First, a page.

Tonight my flatmate and I are racing to Borders on Oxford Street. I am writing this on the tube (uploading it later, of course) invigorated by the fact that I can flip out and tap voraciously on my macbook. It was a geeky conversation that began the race. And the loser is a rotten egg. It’s on!
Arrived at Borders. Via Tottenham Court Road. Had one of those experiences that challenge your sense of place in the world when I could not find the damn shop. I had been to it several times, I had noted the landmarks. And yet, when it most mattered, when sheer pride and the threat of being a rotten egg was at stake, I couldn’t find it. A swift phone call and admission of defeat later I was in my chain crack den.
Book stores are a dangerous playground. A small hoard gathered in the crook of your arm can amount to a large fortune. I justify each purchase: a gift, a need for personal development, the cover’s kinda cool.
In the wonderful journey of other-self discovery between the shelves I pause awhile at the Self-Help section. I love this section because the back page synopses offer glimpses of a world so much more hopeless than my own. I read “How to have it all without risking it all”, I peruse “How do you date me?”, I ponder “Be your own life coach”, and with every one I am encouraged by how little I feel the need to read on. I enjoy taking a little time out for self-help because it reminds me I’m doing ok. Not great. But ok.
Unfortunately this late at night there are no equivalent independent bookshops that I know of. If anyone does then please tell me. I have challenged long-held friendships with my commitment to the cause of the independent…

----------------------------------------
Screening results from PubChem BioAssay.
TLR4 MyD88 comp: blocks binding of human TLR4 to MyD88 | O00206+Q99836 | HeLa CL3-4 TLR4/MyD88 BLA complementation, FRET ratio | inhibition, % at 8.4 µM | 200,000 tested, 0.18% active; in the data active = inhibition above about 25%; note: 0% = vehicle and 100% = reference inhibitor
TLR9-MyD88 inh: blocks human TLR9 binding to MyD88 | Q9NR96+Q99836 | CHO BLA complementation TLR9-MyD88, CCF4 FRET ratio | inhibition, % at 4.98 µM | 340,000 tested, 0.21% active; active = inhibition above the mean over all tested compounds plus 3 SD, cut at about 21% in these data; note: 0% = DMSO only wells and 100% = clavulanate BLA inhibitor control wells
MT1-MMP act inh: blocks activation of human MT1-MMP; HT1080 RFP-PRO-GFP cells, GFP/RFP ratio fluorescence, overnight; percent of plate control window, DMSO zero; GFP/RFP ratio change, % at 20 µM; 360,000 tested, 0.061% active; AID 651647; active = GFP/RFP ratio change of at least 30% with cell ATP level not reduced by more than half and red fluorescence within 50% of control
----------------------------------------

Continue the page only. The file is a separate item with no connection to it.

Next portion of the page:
I am having a very interesting week work-wise, life-wise and theological thinking-wise (as CC Baxter would put it).
The first two are largely irrelevant – or fundamentally crucial, depending on how you look at it, and more later no doubt – for the purposes of this blog, or at least this post.
Note to self: Get to the point.
I am reading James Alison, Undergoing God, and it is written with the unguarded and verbose enthusiasm of a scholar and priest. It is occasionally heavy going because Allison is a writer committed to full explanations. This is no bad thing, but when the words are small and the carriage is swaying, it is easy to repeat whole paragraphs without realising it.
Today I read his well-formed comparison of Christian worship with Nuremburg. Inspired. And in reading something so startling I instantly felt that need to share it. I looked up with the same starry-eyed expression of wonder at the world that Lata in A Suitable Boy wears, and which draws Kabir to her. Except that I caught no one’s eye and I was acutely aware that my passion-red book with the word “God” so boldly emblazoned on the front cover might not invite the most objective of participants to this particular debate.
But should I have tried? Can theology be tested and suggested in a vaccuum?
On the way home I sat in the tube, leaning forward from the bag slung over my back and yes, perhaps taking up a little too much room on the armrest. At the next stop the lady next to me mumbled something and moved to a vacant seat further down.
I looked up and asked with a shy giggle, “Did i do something?”
She answered with her own shy giggle, “No, I just want to be able to lean my head against the glass because I’m so tired.”
I, nervous of any tension or commuter guilt this may have generated say, “Oh, sorry, I heard you mumble something and thought I might have driven you away or….” and descend again into the shy giggle.
She responds again with a shy giggle and we turn slowly back to our own space with that final ah/um that the world over means “That’s the end of that then.”